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ATLANTA-More than a decade after a trucking insurance program fell apart, its former managing general agent is seeking to sue the rent-a-captive facility that was part of the program.

In a June 10 appeal of a district court ruling barring the action, Richard D. Slautterback and his wife, who co-owned the managing general agency, are seeking to drag Bermuda-based Mutual Indemnity Ltd. into court to face breach of contract and fraud allegations.

The case comes four years after Philadelphia-based Colonial Penn Insurance Co., won a $5.3 million judgment against Mr. Slautterback on charges that the MGA fraudulently bound Colonial Penn as a fronting insurer on the trucking business.

Mr. Slautterback is attempting to appeal a December 1996 ruling by the U.S. District Court in Atlanta that dismissed his case against Mutual Indemnity, saying the MGA had not brought suit within Georgia's six-year statute of limitations for contract disputes.

The trial court ruled that any breach of contract allegations should be brought within six years of 1987, when the program was formally ended. Because Mr. Slautterback did not file his case until 1994, his suit was time-barred.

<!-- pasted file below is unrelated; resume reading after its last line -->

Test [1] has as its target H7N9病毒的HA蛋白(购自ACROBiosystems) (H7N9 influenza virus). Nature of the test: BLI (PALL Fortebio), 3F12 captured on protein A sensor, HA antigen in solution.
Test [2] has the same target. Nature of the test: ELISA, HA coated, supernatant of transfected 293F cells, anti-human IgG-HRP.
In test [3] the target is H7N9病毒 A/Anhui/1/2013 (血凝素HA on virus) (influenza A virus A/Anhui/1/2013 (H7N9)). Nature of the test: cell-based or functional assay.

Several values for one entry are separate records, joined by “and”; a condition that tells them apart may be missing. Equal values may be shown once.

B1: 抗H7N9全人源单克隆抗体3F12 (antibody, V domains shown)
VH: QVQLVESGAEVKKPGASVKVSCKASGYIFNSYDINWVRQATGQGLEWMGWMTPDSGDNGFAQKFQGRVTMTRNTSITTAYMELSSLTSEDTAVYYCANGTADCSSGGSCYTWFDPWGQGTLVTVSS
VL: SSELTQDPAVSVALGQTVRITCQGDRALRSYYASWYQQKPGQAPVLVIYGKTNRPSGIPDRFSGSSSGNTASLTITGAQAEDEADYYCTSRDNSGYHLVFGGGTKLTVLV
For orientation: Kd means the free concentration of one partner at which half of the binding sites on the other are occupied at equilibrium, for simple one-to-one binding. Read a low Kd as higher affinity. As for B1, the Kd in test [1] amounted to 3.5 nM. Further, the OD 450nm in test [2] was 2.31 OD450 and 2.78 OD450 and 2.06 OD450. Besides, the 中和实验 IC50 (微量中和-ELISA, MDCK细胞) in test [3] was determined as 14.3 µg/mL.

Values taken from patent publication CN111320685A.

In court papers, Mr. Slautterback argues that the contract between his former Atlanta-based MGA, American Owner/Operator Underwriters Inc., and Mutual Indemnity did not come to a formal end until Jan. 1, 1991, "the date of the last item of mutual accounts between the AOO and Mutual Indemnity."

The case centers on the trucking insurance program established in August 1985 by AOO, Colonial Penn and Mutual Indemnity.

Under the contract, AOO was to cede a maximum of $12 million in annual premiums to Colonial Penn, which would retain 10% of the premiums and cede the remainder to Mutual Indemnity's Insurance Profit Center rent-a-captive in Bermuda. Profits from the program, minus Mutual Indemnity's fee, would be returned to AOO.

But, problems arose within months after the agreement was signed. Colonial Penn alleged that AOO was substantially exceeding its premium limit and that AOO's records and administration were in disarray.

In 1987, Colonial Penn sued AOO, alleging breach of contract. It then signed a rescission agreement with Mutual Indemnity.

Mr. Slautterback countersued, alleging that Colonial Penn terminated the contract in an effort to get direct access to the book of business.

The Colonial Penn suit resulted in the $5.3 million award against Mr. Slautterback in 1993.

In the original program agreement, AOO paid $432,000 to purchase shares in Mutual Indemnity to enable the MGA to participate in the Insurance Profit Center rent-a-captive. The shares were due to be redeemed in 1991 and, though the funds were placed in escrow after the rescission of the agreement in 1987, Mr. Slautterback argues that 1991 should be the starting point for any time-bar.

He also argues that the 432,000 IPC shares were held in a constructive trust and therefore Georgia's 10-year limitation period for actions against fiduciaries should apply.

Mutual Indemnity expects to respond to Mr. Slautterback's appeal within the 30-day limit.